• Buffering agents for pH control
  • Alteration of dielectric constant
  • Addition of complexing agents like caffeine
  • Use of Surfactants ,Good Refrigeration

57
PROTECTION AGAINST OXIDATION
  • Incorporation of antioxidants such as BHA, BHT,
    Propyl gallate, Tocopherol
  • Chelation using EDTA, Citric acid, Tartaric acid
  • Use of inert gas like Nitrogen
  • Protection from light by use of amber colored
    container
  • Storage at low temperature

58
Testing scope for Solid dosage
  • Physical-chemical properties
  • Appearance
  • Elasticity
  • Mean mass
  • Moisture
  • Hardness
  • Disintegration
  • Dissolution
  • Chemical properties
  • Assay
  • Degradation
  • Microbial properties
  • Container closure system properties
  • Functionality tests (e.g.
    extraction from blister)

59
Testing scope for LIQUID FORMS for inj. and
PARENTRAL
  • Physical-chemical properties
  • pH
  • Loss on weight
  • Color clarity of
    solution
  • - Sterility Tests
  • Chemical properties
  • Assay
  • Degradation products
  • Degradation
    preservatives
  • Content antioxidants
  • Microbial properties
  • - Pyrogen Testing
  • Container closure system properties
  • Functionality tests
  • - Leakage test

60
Testing scope for Oral liquid form
  • Physical-chemical properties
  • pH
  • Color clarity of solution
  • Viscosity
  • Particle size distribution (for oral
    suspensions only)
  • Chemical properties
  • Assay
  • Degradation products
  • Degradation preservatives
  • Content antioxidants
  • Microbial properties
  • Container closure system properties
  • Functionality tests

61
Testing scope for SEMI LIQUID FORMS
  • Physical-chemical properties
  • Appearance, odor, homogeneity,
    consistency
  • Loss on weight, Viscosity
  • Content uniformity (within the
    container)
  • Chemical properties
  • Assay
  • Degradation products
    preservatives
  • Content preservatives
  • Degradation Content antioxidants
  • Microbial properties
  • Container closure system properties
  • Functionality tests

62
Recent development in ICH Guidelines
  • In February this year two new ICH Guidelines on
    the topic of stability testing were published.
    They can now be commented. Q1E Draft Consensus
    GuidelineEvaluation of Stability Data
  • Q1F Draft Consensus GuidelineStability Data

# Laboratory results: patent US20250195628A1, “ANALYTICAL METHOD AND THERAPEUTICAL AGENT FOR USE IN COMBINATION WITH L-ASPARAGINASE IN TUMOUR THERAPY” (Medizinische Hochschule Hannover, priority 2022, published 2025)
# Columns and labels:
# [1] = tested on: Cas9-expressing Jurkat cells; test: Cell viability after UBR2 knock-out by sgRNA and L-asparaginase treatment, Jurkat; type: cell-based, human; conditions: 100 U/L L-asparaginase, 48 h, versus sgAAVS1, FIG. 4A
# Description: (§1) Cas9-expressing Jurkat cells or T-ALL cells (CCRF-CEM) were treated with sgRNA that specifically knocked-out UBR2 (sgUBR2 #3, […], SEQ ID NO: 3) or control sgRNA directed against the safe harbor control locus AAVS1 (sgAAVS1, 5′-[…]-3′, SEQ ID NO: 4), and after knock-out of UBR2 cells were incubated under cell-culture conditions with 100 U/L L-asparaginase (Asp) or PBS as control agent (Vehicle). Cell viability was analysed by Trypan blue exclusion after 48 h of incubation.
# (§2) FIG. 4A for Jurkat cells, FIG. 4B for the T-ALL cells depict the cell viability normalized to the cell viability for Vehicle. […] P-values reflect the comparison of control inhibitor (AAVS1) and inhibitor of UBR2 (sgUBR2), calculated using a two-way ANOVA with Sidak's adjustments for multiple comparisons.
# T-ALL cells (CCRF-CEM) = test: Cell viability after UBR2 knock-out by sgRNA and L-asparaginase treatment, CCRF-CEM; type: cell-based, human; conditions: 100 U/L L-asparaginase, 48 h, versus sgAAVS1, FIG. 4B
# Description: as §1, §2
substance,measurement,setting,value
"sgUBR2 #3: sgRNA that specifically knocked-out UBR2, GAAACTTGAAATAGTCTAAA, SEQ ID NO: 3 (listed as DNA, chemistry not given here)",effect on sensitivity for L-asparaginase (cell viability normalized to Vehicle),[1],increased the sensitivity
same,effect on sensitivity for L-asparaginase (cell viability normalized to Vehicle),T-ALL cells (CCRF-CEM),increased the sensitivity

Package for Registration in Climatic Zones III
    and IV
  • Both new Drafts refer to the revised ICH
    Guideline Q1A(R) "Stability Testing of New Drug
    Substances and Products.

63
Recent development in ICH Guidelines
  • The Guideline "Evaluation of Stability Data"
    describes when and how an extrapolation of the
    data can be undertaken in order to establish the
    re-test period for a drug substance or the shelf
    life for a drug product beyond the observed range
    itself, based on the data resulting from the
    long-term stability testing. 
  • The Guideline on stability testing for Climatic
    Zone III and IV takes up a proposal made by WHO
    and now defines not only storage conditions for
    stability testing relevant for the ICH tripartite
    regions (Europe, USA, Japan), but also completes
    the recommendations for the standardization of
    the storage conditions for the Climatic Zones III
    (dry-hot) and IV (very hot/humid).

64
Recent development in ICH Guidelines
  • For these Climatic Zones, the following standard
    conditions are recommended
  • Long-term testing 30C / 65 RH
  • Accelerated conditions 40C / 75 RH
  • This means that the "accelerated conditions"
    remain the same as in the Q1A(R) Guideline and
    only the "long-term storage conditions" have to
    be modified.

65
SHELF LIFE
  • Self life (referred to as expiration dating
    period) is the time period during which a drug
    product is expected to remain within the approved
    specification for use, provided that it is stored
    under the conditions defined on the container
    label.

66
SHELF LIFE
67
Calculation of shelf life
  • Example- self life of Aspirin suspension
  • A prescription for a liquid aspirin is called
    for, It contains 325mg/5ml or 6.5g/ 100ml.
  • Solubility of aspirin at 250C is 0.33g/100ml.
    Therefore the suspension will definitely be a
    suspension.
  • Other ingredients in the prescription cause the
    product to have a pH of 6.
  • The first order rate constant for aspirin
    degradation in the solution is 4.510-6 sec -1.
  • Calculate the zero order rate constant.
  • Determine the self life, t90 for the liquid
    preparation, assuming that the product is
    satisfactory until at the time at which it has
    decomposed to 90 of its original concentration
    (i.e 10 decomposition) at 250C.

68
Calculation of shelf life
  • Ans- K0 K aspirin in solution,
  • Thus K0 4.5 10-6 sec-1 0.33g/100ml
  • K0 1.5 10-6 g/100ml sec-1
  • 4.310 5 sec
  • 5 days

69
E-mail bknanjwade_at_yahoo.co.in Cell